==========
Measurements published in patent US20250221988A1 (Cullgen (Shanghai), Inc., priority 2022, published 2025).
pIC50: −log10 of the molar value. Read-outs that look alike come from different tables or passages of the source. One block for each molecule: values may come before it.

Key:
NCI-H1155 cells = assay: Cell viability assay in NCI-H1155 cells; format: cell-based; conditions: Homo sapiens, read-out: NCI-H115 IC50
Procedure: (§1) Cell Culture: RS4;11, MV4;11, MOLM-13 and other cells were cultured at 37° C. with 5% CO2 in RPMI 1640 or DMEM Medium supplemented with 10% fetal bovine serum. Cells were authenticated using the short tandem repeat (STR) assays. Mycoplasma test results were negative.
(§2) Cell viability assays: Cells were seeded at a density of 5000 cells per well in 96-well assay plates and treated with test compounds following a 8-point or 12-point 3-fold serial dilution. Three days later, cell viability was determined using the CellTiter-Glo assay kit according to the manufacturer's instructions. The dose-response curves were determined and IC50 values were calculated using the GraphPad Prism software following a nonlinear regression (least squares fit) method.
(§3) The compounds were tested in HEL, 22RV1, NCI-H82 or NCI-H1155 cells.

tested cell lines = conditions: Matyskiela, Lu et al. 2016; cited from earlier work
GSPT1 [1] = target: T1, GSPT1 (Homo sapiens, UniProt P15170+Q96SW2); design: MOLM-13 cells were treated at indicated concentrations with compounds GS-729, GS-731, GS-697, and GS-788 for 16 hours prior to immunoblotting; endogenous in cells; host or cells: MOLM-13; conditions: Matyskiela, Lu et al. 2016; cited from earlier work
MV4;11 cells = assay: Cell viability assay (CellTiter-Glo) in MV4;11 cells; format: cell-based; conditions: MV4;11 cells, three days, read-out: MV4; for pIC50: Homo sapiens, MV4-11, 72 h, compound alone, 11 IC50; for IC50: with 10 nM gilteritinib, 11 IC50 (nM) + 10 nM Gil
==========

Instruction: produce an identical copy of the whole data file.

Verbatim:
Measurements published in patent US20250221988A1 (Cullgen (Shanghai), Inc., priority 2022, published 2025).
pIC50: −log10 of the molar value. Read-outs that look alike come from different tables or passages of the source. One block for each molecule: values may come before it.

Key:
NCI-H1155 cells = assay: Cell viability assay in NCI-H1155 cells; format: cell-based; conditions: Homo sapiens, read-out: NCI-H115 IC50
Procedure: (§1) Cell Culture: RS4;11, MV4;11, MOLM-13 and other cells were cultured at 37° C. with 5% CO2 in RPMI 1640 or DMEM Medium supplemented with 10% fetal bovine serum. Cells were authenticated using the short tandem repeat (STR) assays. Mycoplasma test results were negative.
(§2) Cell viability assays: Cells were seeded at a density of 5000 cells per well in 96-well assay plates and treated with test compounds following a 8-point or 12-point 3-fold serial dilution. Three days later, cell viability was determined using the CellTiter-Glo assay kit according to the manufacturer's instructions. The dose-response curves were determined and IC50 values were calculated using the GraphPad Prism software following a nonlinear regression (least squares fit) method.
(§3) The compounds were tested in HEL, 22RV1, NCI-H82 or NCI-H1155 cells.

tested cell lines = conditions: Matyskiela, Lu et al. 2016; cited from earlier work
GSPT1 [1] = target: T1, GSPT1 (Homo sapiens, UniProt P15170+Q96SW2); design: MOLM-13 cells were treated at indicated concentrations with compounds GS-729, GS-731, GS-697, and GS-788 for 16 hours prior to immunoblotting; endogenous in cells; host or cells: MOLM-13; conditions: Matyskiela, Lu et al. 2016; cited from earlier work
MV4;11 cells = assay: Cell viability assay (CellTiter-Glo) in MV4;11 cells; format: cell-based; conditions: MV4;11 cells, three days, read-out: MV4; for pIC50: Homo sapiens, MV4-11, 72 h, compound alone, 11 IC50; for IC50: with 10 nM gilteritinib, 11 IC50 (nM) + 10 nM Gil